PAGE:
So by the time I actually met the people who would use this thing, well, you know, I already had a sort of fair idea. I had that pretty mathematical idea, you know: "oh, it will work like this. It will be just perfect. It'll to this. It'll do that." And then suddenly, here are the actual people. And, of course, they bring with them all the rounded edges of regular life, and all their objections to all these lovely mathematical structured ideas I've had, and all the ideas that some community task force came up with -- some of them rather baroque; some of them rather useful.

And this is the disjunction of computer systems. On the one hand, you've got this great idea. You know, "oh, it will go like this and this transaction goes up here and it's updated over there." And in my mind, the system exists. And then the people step into the picture, and somehow I have to deal with that disjunction.

BOGAEV: And that often happens? That the technology can put the people who will use it at its mercy?

ULLMAN: Well, I don't know about "at its mercy," because obviously -- well, sometimes yes. I mean -- but the fact of the matter is that programmers have a lot more to do with the systems we're seeing than we'd all like to admit.

Certainly, the whole notion of a computer system is something that comes out of people who want to use this technology. In a sense, every computer system has embedded in it a programmer's idea of how to interact with the world.

So in a way, we technical people, in designing these systems, are implicitly putting in our own way of life -- the way we like to interact with the world and each other, and that is through the work station.

BOGAEV: End-users, you write, the people who actually use your programs, are contemptible in programming culture. So, does this have fall-out? That the people who make computer software have contempt for those of us who will use it?

ULLMAN: Well, no. I don't know how many people would admit it. I'm trying to use that a little bit ironically, but there is an upside-down hierarchy in software engineering. That is, the more you do code that's only seen by the machine or other code -- that is, code used by other programmers -- the more you get to be called a "software engineer;" the more you get paid; the higher status you have in the profession.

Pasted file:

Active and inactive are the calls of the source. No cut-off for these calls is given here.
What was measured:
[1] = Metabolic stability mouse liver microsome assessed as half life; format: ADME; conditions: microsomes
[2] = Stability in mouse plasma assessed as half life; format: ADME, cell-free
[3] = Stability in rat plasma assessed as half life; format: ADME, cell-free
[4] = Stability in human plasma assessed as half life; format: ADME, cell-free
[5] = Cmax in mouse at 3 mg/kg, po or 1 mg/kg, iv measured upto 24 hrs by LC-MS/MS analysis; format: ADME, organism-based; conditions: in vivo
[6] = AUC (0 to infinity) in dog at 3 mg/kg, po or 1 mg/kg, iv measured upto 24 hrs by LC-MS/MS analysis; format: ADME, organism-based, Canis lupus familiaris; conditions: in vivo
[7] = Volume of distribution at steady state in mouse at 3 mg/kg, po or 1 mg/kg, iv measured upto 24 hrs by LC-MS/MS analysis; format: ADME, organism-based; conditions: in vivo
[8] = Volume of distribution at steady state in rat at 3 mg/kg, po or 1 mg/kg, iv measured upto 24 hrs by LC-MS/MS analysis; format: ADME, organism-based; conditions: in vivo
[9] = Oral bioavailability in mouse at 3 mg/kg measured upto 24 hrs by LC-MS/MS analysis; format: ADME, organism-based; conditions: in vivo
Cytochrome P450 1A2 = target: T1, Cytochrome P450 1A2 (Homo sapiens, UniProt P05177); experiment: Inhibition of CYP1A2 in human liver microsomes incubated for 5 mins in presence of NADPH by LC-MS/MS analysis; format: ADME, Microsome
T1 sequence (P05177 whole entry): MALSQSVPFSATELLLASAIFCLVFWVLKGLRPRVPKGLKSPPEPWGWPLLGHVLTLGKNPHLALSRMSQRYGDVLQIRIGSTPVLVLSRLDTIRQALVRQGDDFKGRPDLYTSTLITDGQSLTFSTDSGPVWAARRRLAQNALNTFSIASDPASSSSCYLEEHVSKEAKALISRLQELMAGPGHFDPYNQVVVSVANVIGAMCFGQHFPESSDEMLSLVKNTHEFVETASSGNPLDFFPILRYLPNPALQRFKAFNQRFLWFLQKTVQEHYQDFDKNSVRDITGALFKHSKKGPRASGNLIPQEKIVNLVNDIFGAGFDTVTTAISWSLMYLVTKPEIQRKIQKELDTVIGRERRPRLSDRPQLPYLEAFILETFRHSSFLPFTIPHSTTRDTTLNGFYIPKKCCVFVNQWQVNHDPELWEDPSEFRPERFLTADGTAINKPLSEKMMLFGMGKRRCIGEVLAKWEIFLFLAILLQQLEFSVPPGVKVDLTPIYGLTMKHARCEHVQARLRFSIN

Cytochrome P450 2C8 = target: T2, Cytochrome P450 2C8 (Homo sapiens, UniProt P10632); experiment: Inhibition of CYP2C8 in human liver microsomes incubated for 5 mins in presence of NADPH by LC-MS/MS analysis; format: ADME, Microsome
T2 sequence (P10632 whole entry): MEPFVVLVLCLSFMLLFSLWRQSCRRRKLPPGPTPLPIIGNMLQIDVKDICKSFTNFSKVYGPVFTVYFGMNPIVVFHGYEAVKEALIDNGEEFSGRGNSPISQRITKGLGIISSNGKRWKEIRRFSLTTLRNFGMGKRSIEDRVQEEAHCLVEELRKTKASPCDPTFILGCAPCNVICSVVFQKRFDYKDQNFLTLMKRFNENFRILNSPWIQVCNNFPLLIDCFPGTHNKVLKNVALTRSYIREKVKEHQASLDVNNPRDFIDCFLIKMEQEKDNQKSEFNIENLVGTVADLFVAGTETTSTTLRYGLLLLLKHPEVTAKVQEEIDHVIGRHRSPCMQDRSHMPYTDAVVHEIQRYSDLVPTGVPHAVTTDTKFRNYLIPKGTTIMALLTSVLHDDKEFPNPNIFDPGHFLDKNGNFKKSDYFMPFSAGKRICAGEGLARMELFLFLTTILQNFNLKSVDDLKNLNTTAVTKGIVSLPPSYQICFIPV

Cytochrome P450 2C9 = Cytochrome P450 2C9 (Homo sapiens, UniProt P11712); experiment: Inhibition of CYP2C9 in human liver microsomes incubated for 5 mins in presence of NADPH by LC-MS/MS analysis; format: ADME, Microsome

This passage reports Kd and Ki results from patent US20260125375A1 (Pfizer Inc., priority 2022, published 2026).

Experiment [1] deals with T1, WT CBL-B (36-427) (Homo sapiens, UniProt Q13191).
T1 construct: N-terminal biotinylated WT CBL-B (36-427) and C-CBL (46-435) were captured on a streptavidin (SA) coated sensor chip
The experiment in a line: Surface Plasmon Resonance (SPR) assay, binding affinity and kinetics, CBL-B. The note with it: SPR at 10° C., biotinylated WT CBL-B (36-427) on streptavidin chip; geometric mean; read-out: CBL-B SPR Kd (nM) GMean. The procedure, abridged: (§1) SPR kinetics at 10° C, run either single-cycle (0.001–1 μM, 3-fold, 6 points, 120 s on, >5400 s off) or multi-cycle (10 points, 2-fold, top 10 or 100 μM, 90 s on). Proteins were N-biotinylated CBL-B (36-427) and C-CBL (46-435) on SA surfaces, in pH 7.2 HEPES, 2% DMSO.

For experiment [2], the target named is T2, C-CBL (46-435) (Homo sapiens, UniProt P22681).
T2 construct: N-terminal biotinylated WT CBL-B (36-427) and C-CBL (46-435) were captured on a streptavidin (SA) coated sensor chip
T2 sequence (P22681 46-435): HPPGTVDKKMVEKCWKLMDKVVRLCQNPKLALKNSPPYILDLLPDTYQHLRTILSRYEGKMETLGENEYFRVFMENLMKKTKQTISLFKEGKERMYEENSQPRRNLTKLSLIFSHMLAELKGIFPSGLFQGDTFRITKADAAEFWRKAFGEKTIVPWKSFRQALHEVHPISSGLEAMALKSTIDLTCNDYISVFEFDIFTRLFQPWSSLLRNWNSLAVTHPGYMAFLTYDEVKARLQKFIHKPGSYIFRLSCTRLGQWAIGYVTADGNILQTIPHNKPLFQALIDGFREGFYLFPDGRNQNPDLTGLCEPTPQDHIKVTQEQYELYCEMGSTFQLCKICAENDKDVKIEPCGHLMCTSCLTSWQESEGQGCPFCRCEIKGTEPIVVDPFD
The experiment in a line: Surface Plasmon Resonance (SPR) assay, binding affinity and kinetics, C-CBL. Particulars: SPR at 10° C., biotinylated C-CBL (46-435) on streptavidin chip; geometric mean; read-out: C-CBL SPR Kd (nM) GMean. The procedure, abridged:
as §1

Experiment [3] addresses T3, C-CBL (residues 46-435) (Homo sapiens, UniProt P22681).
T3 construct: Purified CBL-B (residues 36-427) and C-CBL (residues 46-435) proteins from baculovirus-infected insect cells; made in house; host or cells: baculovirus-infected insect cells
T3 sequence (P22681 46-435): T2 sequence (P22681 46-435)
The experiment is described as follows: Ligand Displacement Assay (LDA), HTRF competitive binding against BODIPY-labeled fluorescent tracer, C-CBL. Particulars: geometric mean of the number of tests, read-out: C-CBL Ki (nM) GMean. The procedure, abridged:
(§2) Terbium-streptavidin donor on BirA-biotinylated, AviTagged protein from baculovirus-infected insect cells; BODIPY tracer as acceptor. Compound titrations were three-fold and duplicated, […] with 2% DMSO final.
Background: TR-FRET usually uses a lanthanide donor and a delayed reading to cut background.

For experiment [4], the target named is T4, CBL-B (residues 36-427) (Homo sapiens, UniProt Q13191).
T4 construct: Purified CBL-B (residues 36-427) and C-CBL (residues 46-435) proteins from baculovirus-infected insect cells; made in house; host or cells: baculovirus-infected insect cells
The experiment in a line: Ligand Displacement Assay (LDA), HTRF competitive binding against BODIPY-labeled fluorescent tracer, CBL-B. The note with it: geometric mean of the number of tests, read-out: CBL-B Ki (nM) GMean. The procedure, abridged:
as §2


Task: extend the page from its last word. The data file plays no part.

As you move into what we call "higher level" programming, which actually in the world of computers means it's worse -- "higher level" is bad. Higher level means normal people might use this thing. You are called a programmer. You often use your credential as a software engineer. And normally, you get paid less and get less status. It's quite the opposite of what you would think, because in a way programming for other machine processes is relatively easy, because you can define both ends of the transaction.

Writing something that on the other end of which is a human being is a lot more complex affair. Human beings are more complex, and you can rely on their intelligence, but you also can't rely on them to be structured the way you'd like them to be.

BOGAEV: My guest is Ellen Ullman. She is a software consultant. She's written about computer technology for Wired Women, Harpers magazine, and many trade publications. Her new memoir is Close to the Machine.

We're going to take a short break and then we'll be right back. This is FRESH AIR.

If you're just joining us, my guest is software consultant and engineer Ellen Ullman. Her new book is Close to the Machine.